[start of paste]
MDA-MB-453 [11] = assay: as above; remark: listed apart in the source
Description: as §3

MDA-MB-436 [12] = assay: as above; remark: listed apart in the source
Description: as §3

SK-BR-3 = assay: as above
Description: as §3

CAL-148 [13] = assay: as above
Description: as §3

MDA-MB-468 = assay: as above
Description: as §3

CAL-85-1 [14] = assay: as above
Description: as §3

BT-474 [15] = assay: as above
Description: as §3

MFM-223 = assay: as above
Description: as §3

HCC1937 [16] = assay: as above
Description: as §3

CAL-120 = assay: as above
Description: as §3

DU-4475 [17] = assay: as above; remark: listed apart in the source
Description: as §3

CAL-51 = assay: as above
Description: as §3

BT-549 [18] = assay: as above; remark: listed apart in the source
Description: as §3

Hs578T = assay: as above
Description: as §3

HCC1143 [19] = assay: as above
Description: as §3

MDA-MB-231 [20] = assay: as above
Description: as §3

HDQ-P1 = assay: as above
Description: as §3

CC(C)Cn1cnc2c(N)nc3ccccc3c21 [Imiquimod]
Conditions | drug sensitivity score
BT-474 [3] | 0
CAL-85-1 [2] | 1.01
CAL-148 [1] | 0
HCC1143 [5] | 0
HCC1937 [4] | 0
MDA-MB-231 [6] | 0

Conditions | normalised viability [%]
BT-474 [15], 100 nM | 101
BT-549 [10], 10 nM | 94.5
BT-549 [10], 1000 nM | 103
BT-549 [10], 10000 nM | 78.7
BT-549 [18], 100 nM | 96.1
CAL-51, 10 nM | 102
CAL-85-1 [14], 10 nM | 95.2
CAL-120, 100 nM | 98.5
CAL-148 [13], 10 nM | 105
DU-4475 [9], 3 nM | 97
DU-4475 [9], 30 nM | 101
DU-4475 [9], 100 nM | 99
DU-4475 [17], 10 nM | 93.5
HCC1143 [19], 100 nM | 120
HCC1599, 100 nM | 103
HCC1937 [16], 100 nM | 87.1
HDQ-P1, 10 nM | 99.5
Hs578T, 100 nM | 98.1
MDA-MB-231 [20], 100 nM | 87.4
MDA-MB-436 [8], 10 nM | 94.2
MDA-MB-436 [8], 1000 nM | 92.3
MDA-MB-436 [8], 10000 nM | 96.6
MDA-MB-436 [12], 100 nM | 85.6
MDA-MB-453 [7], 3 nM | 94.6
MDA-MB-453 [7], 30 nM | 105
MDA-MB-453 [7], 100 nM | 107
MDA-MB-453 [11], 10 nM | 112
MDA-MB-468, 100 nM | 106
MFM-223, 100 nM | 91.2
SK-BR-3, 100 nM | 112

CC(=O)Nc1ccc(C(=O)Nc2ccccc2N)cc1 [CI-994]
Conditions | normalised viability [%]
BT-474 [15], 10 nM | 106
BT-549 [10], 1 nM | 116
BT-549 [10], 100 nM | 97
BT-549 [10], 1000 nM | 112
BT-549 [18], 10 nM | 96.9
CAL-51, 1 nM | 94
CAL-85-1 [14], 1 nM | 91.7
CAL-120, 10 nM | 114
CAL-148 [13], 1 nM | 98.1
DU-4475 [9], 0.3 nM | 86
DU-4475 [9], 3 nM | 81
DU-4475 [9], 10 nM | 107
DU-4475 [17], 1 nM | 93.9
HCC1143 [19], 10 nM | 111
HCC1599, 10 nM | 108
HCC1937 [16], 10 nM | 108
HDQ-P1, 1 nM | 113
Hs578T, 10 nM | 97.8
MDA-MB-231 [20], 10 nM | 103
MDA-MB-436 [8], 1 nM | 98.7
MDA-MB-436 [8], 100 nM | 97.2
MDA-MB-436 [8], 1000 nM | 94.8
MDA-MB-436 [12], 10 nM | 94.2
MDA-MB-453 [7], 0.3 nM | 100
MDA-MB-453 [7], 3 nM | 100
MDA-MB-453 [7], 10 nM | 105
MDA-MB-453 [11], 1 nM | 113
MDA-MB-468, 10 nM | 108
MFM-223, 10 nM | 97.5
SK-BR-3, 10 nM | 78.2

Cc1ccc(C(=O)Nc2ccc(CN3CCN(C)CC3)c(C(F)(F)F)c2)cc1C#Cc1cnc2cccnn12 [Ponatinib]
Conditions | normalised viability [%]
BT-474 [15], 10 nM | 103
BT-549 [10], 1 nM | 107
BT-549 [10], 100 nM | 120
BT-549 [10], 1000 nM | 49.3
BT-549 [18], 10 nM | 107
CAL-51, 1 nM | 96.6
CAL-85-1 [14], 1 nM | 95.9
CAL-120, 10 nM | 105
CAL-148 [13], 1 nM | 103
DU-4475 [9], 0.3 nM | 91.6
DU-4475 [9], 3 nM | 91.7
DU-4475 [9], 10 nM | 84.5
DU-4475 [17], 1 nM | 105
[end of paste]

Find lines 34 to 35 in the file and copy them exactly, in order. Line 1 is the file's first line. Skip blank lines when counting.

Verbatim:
Description: as §3

CC(C)Cn1cnc2c(N)nc3ccccc3c21 [Imiquimod]